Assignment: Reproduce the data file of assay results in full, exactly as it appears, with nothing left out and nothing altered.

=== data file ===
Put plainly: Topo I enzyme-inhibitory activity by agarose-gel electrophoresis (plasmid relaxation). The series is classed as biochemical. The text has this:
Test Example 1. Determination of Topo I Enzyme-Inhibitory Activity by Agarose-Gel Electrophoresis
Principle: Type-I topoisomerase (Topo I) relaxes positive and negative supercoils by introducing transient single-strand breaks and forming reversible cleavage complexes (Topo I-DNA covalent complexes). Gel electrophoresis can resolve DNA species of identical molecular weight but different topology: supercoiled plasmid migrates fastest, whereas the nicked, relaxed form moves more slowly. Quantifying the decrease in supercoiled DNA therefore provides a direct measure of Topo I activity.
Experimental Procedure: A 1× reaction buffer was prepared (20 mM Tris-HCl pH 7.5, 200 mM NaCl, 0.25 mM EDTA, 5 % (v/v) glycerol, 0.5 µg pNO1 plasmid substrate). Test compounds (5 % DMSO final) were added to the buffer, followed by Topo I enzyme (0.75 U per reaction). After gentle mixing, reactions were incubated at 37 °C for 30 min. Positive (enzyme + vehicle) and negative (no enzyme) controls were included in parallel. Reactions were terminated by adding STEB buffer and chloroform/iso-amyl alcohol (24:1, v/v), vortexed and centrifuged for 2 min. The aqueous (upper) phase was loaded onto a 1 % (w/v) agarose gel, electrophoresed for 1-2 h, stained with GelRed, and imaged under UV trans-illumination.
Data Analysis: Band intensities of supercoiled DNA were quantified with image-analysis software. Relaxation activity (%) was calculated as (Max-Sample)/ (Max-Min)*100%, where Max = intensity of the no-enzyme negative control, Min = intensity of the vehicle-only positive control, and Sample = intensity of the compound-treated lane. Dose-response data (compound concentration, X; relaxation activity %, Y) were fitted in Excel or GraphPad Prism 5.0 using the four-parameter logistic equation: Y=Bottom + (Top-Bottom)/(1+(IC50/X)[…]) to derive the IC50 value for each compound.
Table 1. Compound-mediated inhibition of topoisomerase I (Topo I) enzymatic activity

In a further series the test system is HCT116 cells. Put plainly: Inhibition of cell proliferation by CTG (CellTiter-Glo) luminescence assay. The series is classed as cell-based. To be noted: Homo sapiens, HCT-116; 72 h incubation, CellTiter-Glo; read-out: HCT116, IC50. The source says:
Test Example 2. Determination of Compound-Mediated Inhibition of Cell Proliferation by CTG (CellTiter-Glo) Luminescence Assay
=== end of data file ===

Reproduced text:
Put plainly: Topo I enzyme-inhibitory activity by agarose-gel electrophoresis (plasmid relaxation). The series is classed as biochemical. The text has this:
Test Example 1. Determination of Topo I Enzyme-Inhibitory Activity by Agarose-Gel Electrophoresis
Principle: Type-I topoisomerase (Topo I) relaxes positive and negative supercoils by introducing transient single-strand breaks and forming reversible cleavage complexes (Topo I-DNA covalent complexes). Gel electrophoresis can resolve DNA species of identical molecular weight but different topology: supercoiled plasmid migrates fastest, whereas the nicked, relaxed form moves more slowly. Quantifying the decrease in supercoiled DNA therefore provides a direct measure of Topo I activity.
Experimental Procedure: A 1× reaction buffer was prepared (20 mM Tris-HCl pH 7.5, 200 mM NaCl, 0.25 mM EDTA, 5 % (v/v) glycerol, 0.5 µg pNO1 plasmid substrate). Test compounds (5 % DMSO final) were added to the buffer, followed by Topo I enzyme (0.75 U per reaction). After gentle mixing, reactions were incubated at 37 °C for 30 min. Positive (enzyme + vehicle) and negative (no enzyme) controls were included in parallel. Reactions were terminated by adding STEB buffer and chloroform/iso-amyl alcohol (24:1, v/v), vortexed and centrifuged for 2 min. The aqueous (upper) phase was loaded onto a 1 % (w/v) agarose gel, electrophoresed for 1-2 h, stained with GelRed, and imaged under UV trans-illumination.
Data Analysis: Band intensities of supercoiled DNA were quantified with image-analysis software. Relaxation activity (%) was calculated as (Max-Sample)/ (Max-Min)*100%, where Max = intensity of the no-enzyme negative control, Min = intensity of the vehicle-only positive control, and Sample = intensity of the compound-treated lane. Dose-response data (compound concentration, X; relaxation activity %, Y) were fitted in Excel or GraphPad Prism 5.0 using the four-parameter logistic equation: Y=Bottom + (Top-Bottom)/(1+(IC50/X)[…]) to derive the IC50 value for each compound.
Table 1. Compound-mediated inhibition of topoisomerase I (Topo I) enzymatic activity

In a further series the test system is HCT116 cells. Put plainly: Inhibition of cell proliferation by CTG (CellTiter-Glo) luminescence assay. The series is classed as cell-based. To be noted: Homo sapiens, HCT-116; 72 h incubation, CellTiter-Glo; read-out: HCT116, IC50. The source says:
Test Example 2. Determination of Compound-Mediated Inhibition of Cell Proliferation by CTG (CellTiter-Glo) Luminescence Assay